To this point, we’ve been playing a game we can’t win. At this moment, all black people have is hope, and that is all we have ever had – and it alone with our so-called leaders have failed us. It’s time to play to win! Join me as a member of the “Common Sense Party” to survive and not follow fools! And that’s my thought provoking perspective…

 


Remember: The Scottsboro Boys

028_1601White folk always talk about their love of the Constitution as if it is God’s voice of right but the case of the Scottsboro Boy clearly demonstrates the hypocrisy in their hearts with regard to black people and jurisprudence. This kind of blindness in the law has been a staple in America from the beginning of the nation. This horrible story, which is true and documented began on March 26th, 1931, nine black youths riding a freight train, were arrested in Scottsboro, Alabama, after being falsely accused of raping two white women. After nearly being lynched, the Scottsboro Boys were brought to trial.

Despite evidence that exonerated the teens, including a retraction by one of their accusers, who was a prostitute, the state pursued the case. All-white juries delivered guilty verdicts and all nine defendants, except the youngest, were sentenced to death. From 1931 to 1937, during a series of appeals and new trials, they languished in Alabama’s Kilby prison, where they were repeatedly brutalized by guards.

In 1932, the United States Supreme Court concluded in Powell v. Alabama that the Scottsboro defendants had been denied adequate counsel at trial. In 1935, the Court in Norris v. Alabama again ruled in favor of the defendants, overturning their convictions because Alabama had systematically excluded black people from jury service.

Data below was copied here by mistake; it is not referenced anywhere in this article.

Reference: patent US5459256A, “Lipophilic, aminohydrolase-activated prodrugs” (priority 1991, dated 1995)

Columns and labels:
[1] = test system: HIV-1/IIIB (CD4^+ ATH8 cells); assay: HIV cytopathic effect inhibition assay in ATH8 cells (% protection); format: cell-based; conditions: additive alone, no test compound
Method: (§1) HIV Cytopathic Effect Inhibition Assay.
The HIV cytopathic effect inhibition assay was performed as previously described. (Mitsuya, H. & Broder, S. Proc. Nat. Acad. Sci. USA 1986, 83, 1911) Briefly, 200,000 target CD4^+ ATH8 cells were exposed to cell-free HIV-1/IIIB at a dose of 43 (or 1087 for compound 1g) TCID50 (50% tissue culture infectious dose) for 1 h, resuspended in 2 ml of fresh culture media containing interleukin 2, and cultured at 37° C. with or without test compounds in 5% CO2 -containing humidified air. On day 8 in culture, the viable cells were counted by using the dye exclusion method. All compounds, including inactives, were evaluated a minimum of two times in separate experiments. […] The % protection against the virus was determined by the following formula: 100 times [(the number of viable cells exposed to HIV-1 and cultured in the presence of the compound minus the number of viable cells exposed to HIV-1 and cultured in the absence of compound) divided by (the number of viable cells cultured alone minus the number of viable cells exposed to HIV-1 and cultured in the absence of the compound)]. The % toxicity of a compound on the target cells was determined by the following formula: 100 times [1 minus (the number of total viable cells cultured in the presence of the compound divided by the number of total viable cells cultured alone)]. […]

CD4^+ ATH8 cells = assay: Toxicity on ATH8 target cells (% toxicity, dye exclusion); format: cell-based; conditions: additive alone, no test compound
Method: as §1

Finally, in 1937, four of the defendants were released, and five were given sentences of twenty years to life; four of those were released on parole between 1943 and 1950. The fifth escaped prison in 1948 and fled to Michigan. Clarence Norris walked out of Kilby Prison after being paroled in 1946 and moved north; he received a full pardon from Governor George Wallace in 1976.More information about the Scottsboro Boys. And that’s my thought provoking perspective…


The Juice And The Race Card

pFJMtgl6S22Xjo6kW27YThis might be a harsh thing to say but I thought Charles Manson would be released from jail before OJ. Ok I was wrong! Yesterday the Juice was paroled bringing back the same outrage and vitriol from the past from white folk. Don’t be mistaken, regardless of what the law says “he will alway be guilty of killing this white woman”. It is the code that white folk live by and honor!

There is no accident that “they”, white folk, keep coming up with more and more slave movies. It is because they want people to think that is the totality of black history. To that point, it has been proven the first “Roots” was written by a white man, not Alex Haley! To be clear, there will be more slave movies to come. It is like Carter G. Woodson said, “If you control what a man thinks you don’t have to worry about what he is thinking.” They need to reinforce the principle theory of white supremacy!

In the early 1900s, there was a man named Jack Johnson who flaunted his wealth and white women in the faces of white society. They waged a campaign to destroy him, even passing a law making it illegal for a black man to consort with white women; the law is called the Man Act! He was the greatest fighter of his day, wealthy, and did remarkable things as the Heavyweight Champion. However, he broke the cardinal sin of consorting with white women and he was put in jail for his racial transgression!